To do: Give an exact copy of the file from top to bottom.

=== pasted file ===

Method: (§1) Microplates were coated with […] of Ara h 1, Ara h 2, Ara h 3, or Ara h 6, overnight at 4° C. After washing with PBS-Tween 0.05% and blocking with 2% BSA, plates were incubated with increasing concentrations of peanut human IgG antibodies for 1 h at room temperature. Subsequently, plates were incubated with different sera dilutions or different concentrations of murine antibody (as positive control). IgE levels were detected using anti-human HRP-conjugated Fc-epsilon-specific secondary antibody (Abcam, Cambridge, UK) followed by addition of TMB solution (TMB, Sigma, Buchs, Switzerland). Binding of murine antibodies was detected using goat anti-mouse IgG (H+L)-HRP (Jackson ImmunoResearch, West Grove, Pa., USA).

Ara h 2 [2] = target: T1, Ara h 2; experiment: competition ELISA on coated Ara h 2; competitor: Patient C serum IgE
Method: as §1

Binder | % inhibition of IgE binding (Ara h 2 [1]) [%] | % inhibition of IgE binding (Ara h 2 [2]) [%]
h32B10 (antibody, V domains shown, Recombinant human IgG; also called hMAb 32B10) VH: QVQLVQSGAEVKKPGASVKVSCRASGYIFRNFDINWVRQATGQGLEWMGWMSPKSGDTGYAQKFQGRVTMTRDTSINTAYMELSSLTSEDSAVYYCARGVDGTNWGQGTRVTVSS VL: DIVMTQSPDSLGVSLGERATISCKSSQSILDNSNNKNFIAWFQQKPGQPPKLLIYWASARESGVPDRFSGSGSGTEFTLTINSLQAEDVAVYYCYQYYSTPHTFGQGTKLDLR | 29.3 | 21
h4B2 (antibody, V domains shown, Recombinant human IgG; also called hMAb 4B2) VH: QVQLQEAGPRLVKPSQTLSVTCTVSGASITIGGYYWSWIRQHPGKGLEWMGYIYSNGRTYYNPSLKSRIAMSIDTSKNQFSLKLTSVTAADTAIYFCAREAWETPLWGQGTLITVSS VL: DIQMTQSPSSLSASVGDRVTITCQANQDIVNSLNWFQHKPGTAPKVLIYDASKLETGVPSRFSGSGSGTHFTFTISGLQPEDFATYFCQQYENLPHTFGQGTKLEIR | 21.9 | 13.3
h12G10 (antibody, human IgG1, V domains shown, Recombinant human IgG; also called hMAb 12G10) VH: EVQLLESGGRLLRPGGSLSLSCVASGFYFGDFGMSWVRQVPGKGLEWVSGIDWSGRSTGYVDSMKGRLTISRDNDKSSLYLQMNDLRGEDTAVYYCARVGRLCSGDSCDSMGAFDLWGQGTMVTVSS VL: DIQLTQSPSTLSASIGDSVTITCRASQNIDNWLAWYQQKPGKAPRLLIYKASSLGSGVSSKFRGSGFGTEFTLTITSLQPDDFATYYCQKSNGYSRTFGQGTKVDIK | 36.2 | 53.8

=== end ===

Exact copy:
Method: (§1) Microplates were coated with […] of Ara h 1, Ara h 2, Ara h 3, or Ara h 6, overnight at 4° C. After washing with PBS-Tween 0.05% and blocking with 2% BSA, plates were incubated with increasing concentrations of peanut human IgG antibodies for 1 h at room temperature. Subsequently, plates were incubated with different sera dilutions or different concentrations of murine antibody (as positive control). IgE levels were detected using anti-human HRP-conjugated Fc-epsilon-specific secondary antibody (Abcam, Cambridge, UK) followed by addition of TMB solution (TMB, Sigma, Buchs, Switzerland). Binding of murine antibodies was detected using goat anti-mouse IgG (H+L)-HRP (Jackson ImmunoResearch, West Grove, Pa., USA).

Ara h 2 [2] = target: T1, Ara h 2; experiment: competition ELISA on coated Ara h 2; competitor: Patient C serum IgE
Method: as §1

Binder | % inhibition of IgE binding (Ara h 2 [1]) [%] | % inhibition of IgE binding (Ara h 2 [2]) [%]
h32B10 (antibody, V domains shown, Recombinant human IgG; also called hMAb 32B10) VH: QVQLVQSGAEVKKPGASVKVSCRASGYIFRNFDINWVRQATGQGLEWMGWMSPKSGDTGYAQKFQGRVTMTRDTSINTAYMELSSLTSEDSAVYYCARGVDGTNWGQGTRVTVSS VL: DIVMTQSPDSLGVSLGERATISCKSSQSILDNSNNKNFIAWFQQKPGQPPKLLIYWASARESGVPDRFSGSGSGTEFTLTINSLQAEDVAVYYCYQYYSTPHTFGQGTKLDLR | 29.3 | 21
h4B2 (antibody, V domains shown, Recombinant human IgG; also called hMAb 4B2) VH: QVQLQEAGPRLVKPSQTLSVTCTVSGASITIGGYYWSWIRQHPGKGLEWMGYIYSNGRTYYNPSLKSRIAMSIDTSKNQFSLKLTSVTAADTAIYFCAREAWETPLWGQGTLITVSS VL: DIQMTQSPSSLSASVGDRVTITCQANQDIVNSLNWFQHKPGTAPKVLIYDASKLETGVPSRFSGSGSGTHFTFTISGLQPEDFATYFCQQYENLPHTFGQGTKLEIR | 21.9 | 13.3
h12G10 (antibody, human IgG1, V domains shown, Recombinant human IgG; also called hMAb 12G10) VH: EVQLLESGGRLLRPGGSLSLSCVASGFYFGDFGMSWVRQVPGKGLEWVSGIDWSGRSTGYVDSMKGRLTISRDNDKSSLYLQMNDLRGEDTAVYYCARVGRLCSGDSCDSMGAFDLWGQGTMVTVSS VL: DIQLTQSPSTLSASIGDSVTITCRASQNIDNWLAWYQQKPGKAPRLLIYKASSLGSGVSSKFRGSGFGTEFTLTITSLQPDDFATYYCQKSNGYSRTFGQGTKVDIK | 36.2 | 53.8